Social Security Benefits and Divorce
Where a couple was married 10 or more years and then divorce, each party will be paid the greater of his/her own Social Security benefit or a spousal benefit. Spousal benefits generally are equal to 50% of the primary wage earner’s benefit. The gender of the spouse is irrelevant, although historically this has had a greater impact on ex-wives.
It is important to understand that there is no impact on the primary wage earner’s benefit. If an ex-wife chooses spousal benefits based on her marriage to a former husband, it will not reduce the amount the ex-husband receives in Social Security.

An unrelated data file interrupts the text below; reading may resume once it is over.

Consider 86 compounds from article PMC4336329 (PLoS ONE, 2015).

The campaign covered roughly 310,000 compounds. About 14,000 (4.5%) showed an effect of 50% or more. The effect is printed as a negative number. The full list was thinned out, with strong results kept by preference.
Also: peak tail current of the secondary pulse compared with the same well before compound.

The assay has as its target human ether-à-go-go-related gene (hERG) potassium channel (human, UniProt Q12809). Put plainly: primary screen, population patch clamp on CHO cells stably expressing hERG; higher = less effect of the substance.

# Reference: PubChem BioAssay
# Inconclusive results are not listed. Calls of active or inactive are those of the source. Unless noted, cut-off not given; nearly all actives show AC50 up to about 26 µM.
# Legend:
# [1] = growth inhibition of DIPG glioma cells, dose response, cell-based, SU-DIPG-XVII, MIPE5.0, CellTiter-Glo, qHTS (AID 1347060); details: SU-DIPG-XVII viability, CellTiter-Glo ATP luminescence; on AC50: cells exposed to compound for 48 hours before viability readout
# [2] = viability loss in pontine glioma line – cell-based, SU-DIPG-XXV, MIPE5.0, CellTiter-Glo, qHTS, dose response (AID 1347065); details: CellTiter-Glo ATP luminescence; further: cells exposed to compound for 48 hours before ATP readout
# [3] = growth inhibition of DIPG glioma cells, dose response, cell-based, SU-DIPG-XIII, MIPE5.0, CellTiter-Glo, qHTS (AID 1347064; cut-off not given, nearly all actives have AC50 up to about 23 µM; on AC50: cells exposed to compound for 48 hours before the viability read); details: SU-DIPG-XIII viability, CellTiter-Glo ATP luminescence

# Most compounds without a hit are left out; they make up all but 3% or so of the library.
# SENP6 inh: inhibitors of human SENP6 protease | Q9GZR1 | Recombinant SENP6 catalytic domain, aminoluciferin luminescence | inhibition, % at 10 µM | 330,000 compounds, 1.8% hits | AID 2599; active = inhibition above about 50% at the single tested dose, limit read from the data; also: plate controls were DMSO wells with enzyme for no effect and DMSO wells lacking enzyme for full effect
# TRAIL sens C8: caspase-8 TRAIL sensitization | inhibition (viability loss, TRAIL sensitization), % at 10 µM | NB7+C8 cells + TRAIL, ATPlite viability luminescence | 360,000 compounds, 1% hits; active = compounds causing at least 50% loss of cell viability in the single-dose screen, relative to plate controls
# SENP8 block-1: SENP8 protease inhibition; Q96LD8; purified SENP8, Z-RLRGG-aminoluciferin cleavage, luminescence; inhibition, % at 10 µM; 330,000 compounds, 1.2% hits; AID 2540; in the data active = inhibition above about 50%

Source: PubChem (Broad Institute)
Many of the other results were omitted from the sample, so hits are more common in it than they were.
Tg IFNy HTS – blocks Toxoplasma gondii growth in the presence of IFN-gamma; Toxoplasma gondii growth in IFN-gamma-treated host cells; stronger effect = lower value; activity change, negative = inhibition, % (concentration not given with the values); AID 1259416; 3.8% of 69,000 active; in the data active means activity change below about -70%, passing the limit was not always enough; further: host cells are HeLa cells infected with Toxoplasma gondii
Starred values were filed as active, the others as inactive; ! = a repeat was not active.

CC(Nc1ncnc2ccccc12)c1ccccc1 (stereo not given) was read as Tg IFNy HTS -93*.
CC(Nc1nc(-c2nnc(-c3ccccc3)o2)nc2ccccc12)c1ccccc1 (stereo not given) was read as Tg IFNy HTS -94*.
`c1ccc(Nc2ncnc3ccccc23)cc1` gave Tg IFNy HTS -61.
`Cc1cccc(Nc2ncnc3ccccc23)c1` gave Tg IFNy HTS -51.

For an example: assume Suzy and John are married over 10 years, then divorce. Suzy then marries Edward, stays married to him for over 10 years, then divorces Edward as well.
At retirement, Suzy will be entitled to choose the greatest of 3 benefits: her own Social Security benefit, spousal benefits from her marriage to John, or spousal benefits from her marriage to Edward.
No matter which she chooses, John and Edward will not be affected.
Widowed ex-spouses can get widow’s benefits if they were married 10 or more years and have not remarried by age 60. If the widowed ex-spouse chooses to start the benefits before age 65, he/she must accept a lifetime reduced benefit.
To discuss further the treatment of Social Security in Virginia divorce cases, or any other separation or divorce issues in Virginia, contact us to schedule your initial consultation with an experienced Virginia divorce attorney today. Our divorce lawyers represent clients in separation and divorce cases throughout Woodbridge, Manassas, Stafford, Fairfax, Alexandria, Arlington, Spotsylvania and Fredericksburg, Virginia.